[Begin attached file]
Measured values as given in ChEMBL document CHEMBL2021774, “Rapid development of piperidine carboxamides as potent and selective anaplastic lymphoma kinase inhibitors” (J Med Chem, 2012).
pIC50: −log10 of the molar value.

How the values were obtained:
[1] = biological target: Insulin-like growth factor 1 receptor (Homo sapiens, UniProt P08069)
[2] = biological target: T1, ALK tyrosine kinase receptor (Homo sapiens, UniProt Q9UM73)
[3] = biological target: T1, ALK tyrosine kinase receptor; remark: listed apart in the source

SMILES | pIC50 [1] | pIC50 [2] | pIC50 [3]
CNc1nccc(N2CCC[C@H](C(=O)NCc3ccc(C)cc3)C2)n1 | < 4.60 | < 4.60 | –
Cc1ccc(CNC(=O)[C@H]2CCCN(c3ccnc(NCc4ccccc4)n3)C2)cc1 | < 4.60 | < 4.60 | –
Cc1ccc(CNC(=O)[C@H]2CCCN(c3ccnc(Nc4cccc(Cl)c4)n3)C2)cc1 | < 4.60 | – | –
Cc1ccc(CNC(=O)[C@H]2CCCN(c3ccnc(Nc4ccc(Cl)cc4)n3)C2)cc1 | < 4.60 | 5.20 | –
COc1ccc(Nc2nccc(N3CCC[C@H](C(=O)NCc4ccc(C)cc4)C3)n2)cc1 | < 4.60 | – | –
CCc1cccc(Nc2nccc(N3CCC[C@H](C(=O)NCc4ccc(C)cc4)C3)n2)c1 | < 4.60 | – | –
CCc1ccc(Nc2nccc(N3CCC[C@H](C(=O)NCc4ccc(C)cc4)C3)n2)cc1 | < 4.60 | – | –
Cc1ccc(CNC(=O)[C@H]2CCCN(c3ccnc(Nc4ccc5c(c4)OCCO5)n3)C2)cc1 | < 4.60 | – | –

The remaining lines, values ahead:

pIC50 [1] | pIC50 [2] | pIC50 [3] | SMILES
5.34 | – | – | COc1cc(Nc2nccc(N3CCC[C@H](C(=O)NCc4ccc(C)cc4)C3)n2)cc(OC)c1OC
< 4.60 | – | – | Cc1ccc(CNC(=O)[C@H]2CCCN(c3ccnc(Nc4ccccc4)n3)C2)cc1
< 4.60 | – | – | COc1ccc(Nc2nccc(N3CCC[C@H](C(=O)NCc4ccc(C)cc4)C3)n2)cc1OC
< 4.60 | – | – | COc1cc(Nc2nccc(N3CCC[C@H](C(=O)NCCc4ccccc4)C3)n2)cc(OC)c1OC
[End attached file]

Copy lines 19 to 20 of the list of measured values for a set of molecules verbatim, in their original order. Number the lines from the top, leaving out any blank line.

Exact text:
< 4.60 | – | – | Cc1ccc(CNC(=O)[C@H]2CCCN(c3ccnc(Nc4ccccc4)n3)C2)cc1
< 4.60 | – | – | COc1ccc(Nc2nccc(N3CCC[C@H](C(=O)NCc4ccc(C)cc4)C3)n2)cc1OC